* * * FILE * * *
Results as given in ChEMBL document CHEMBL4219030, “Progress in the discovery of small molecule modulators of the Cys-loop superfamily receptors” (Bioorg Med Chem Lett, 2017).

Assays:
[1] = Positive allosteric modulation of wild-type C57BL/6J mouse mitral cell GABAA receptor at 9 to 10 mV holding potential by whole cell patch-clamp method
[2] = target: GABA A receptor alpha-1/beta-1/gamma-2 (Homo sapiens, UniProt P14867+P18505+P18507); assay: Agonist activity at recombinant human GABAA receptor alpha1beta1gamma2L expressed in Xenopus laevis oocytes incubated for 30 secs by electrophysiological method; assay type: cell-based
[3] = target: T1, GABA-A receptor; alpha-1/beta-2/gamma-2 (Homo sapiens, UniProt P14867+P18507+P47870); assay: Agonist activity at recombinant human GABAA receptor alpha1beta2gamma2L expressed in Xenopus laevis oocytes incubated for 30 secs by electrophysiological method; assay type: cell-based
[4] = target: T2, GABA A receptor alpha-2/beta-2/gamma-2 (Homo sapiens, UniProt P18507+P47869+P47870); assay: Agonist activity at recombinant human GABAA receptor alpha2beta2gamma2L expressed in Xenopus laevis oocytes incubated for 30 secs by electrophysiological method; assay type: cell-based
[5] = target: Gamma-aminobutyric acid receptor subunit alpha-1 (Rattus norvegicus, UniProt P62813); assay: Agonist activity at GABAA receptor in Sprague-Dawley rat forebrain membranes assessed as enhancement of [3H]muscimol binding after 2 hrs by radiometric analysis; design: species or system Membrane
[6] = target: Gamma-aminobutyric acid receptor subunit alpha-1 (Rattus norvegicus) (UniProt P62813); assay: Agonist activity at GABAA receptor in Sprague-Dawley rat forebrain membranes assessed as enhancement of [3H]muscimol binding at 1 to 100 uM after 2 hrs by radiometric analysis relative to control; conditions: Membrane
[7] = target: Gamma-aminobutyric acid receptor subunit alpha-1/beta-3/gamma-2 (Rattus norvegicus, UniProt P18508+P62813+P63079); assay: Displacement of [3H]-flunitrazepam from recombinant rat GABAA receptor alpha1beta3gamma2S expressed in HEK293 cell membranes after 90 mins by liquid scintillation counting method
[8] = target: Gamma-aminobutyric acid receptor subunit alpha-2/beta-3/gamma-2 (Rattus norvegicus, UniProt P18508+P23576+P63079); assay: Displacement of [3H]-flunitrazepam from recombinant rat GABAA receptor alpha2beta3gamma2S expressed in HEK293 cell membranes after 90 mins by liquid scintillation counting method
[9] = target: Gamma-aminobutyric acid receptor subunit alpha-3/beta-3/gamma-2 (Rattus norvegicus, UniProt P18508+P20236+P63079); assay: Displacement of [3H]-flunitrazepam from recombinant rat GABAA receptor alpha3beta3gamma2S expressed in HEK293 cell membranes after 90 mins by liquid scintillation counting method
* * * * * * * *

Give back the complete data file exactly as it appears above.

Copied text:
Results as given in ChEMBL document CHEMBL4219030, “Progress in the discovery of small molecule modulators of the Cys-loop superfamily receptors” (Bioorg Med Chem Lett, 2017).

Assays:
[1] = Positive allosteric modulation of wild-type C57BL/6J mouse mitral cell GABAA receptor at 9 to 10 mV holding potential by whole cell patch-clamp method
[2] = target: GABA A receptor alpha-1/beta-1/gamma-2 (Homo sapiens, UniProt P14867+P18505+P18507); assay: Agonist activity at recombinant human GABAA receptor alpha1beta1gamma2L expressed in Xenopus laevis oocytes incubated for 30 secs by electrophysiological method; assay type: cell-based
[3] = target: T1, GABA-A receptor; alpha-1/beta-2/gamma-2 (Homo sapiens, UniProt P14867+P18507+P47870); assay: Agonist activity at recombinant human GABAA receptor alpha1beta2gamma2L expressed in Xenopus laevis oocytes incubated for 30 secs by electrophysiological method; assay type: cell-based
[4] = target: T2, GABA A receptor alpha-2/beta-2/gamma-2 (Homo sapiens, UniProt P18507+P47869+P47870); assay: Agonist activity at recombinant human GABAA receptor alpha2beta2gamma2L expressed in Xenopus laevis oocytes incubated for 30 secs by electrophysiological method; assay type: cell-based
[5] = target: Gamma-aminobutyric acid receptor subunit alpha-1 (Rattus norvegicus, UniProt P62813); assay: Agonist activity at GABAA receptor in Sprague-Dawley rat forebrain membranes assessed as enhancement of [3H]muscimol binding after 2 hrs by radiometric analysis; design: species or system Membrane
[6] = target: Gamma-aminobutyric acid receptor subunit alpha-1 (Rattus norvegicus) (UniProt P62813); assay: Agonist activity at GABAA receptor in Sprague-Dawley rat forebrain membranes assessed as enhancement of [3H]muscimol binding at 1 to 100 uM after 2 hrs by radiometric analysis relative to control; conditions: Membrane
[7] = target: Gamma-aminobutyric acid receptor subunit alpha-1/beta-3/gamma-2 (Rattus norvegicus, UniProt P18508+P62813+P63079); assay: Displacement of [3H]-flunitrazepam from recombinant rat GABAA receptor alpha1beta3gamma2S expressed in HEK293 cell membranes after 90 mins by liquid scintillation counting method
[8] = target: Gamma-aminobutyric acid receptor subunit alpha-2/beta-3/gamma-2 (Rattus norvegicus, UniProt P18508+P23576+P63079); assay: Displacement of [3H]-flunitrazepam from recombinant rat GABAA receptor alpha2beta3gamma2S expressed in HEK293 cell membranes after 90 mins by liquid scintillation counting method
[9] = target: Gamma-aminobutyric acid receptor subunit alpha-3/beta-3/gamma-2 (Rattus norvegicus, UniProt P18508+P20236+P63079); assay: Displacement of [3H]-flunitrazepam from recombinant rat GABAA receptor alpha3beta3gamma2S expressed in HEK293 cell membranes after 90 mins by liquid scintillation counting method